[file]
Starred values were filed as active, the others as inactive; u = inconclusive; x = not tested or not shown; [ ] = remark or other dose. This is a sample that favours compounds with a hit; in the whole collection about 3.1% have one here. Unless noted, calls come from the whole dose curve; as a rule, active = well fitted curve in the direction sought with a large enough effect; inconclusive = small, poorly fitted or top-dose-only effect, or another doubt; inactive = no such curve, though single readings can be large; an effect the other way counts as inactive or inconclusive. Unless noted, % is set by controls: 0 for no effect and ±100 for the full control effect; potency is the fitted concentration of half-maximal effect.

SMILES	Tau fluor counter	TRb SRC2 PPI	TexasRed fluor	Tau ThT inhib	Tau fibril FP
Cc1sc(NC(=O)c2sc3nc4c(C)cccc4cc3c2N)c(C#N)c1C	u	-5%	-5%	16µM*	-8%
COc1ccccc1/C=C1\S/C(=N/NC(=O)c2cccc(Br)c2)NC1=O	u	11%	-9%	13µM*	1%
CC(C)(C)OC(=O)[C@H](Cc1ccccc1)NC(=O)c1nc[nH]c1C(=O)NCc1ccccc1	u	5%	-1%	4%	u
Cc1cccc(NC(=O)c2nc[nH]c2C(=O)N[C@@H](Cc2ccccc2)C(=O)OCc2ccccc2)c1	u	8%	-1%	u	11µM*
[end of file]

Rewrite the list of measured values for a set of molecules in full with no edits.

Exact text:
Starred values were filed as active, the others as inactive; u = inconclusive; x = not tested or not shown; [ ] = remark or other dose. This is a sample that favours compounds with a hit; in the whole collection about 3.1% have one here. Unless noted, calls come from the whole dose curve; as a rule, active = well fitted curve in the direction sought with a large enough effect; inconclusive = small, poorly fitted or top-dose-only effect, or another doubt; inactive = no such curve, though single readings can be large; an effect the other way counts as inactive or inconclusive. Unless noted, % is set by controls: 0 for no effect and ±100 for the full control effect; potency is the fitted concentration of half-maximal effect.

SMILES	Tau fluor counter	TRb SRC2 PPI	TexasRed fluor	Tau ThT inhib	Tau fibril FP
Cc1sc(NC(=O)c2sc3nc4c(C)cccc4cc3c2N)c(C#N)c1C	u	-5%	-5%	16µM*	-8%
COc1ccccc1/C=C1\S/C(=N/NC(=O)c2cccc(Br)c2)NC1=O	u	11%	-9%	13µM*	1%
CC(C)(C)OC(=O)[C@H](Cc1ccccc1)NC(=O)c1nc[nH]c1C(=O)NCc1ccccc1	u	5%	-1%	4%	u
Cc1cccc(NC(=O)c2nc[nH]c2C(=O)N[C@@H](Cc2ccccc2)C(=O)OCc2ccccc2)c1	u	8%	-1%	u	11µM*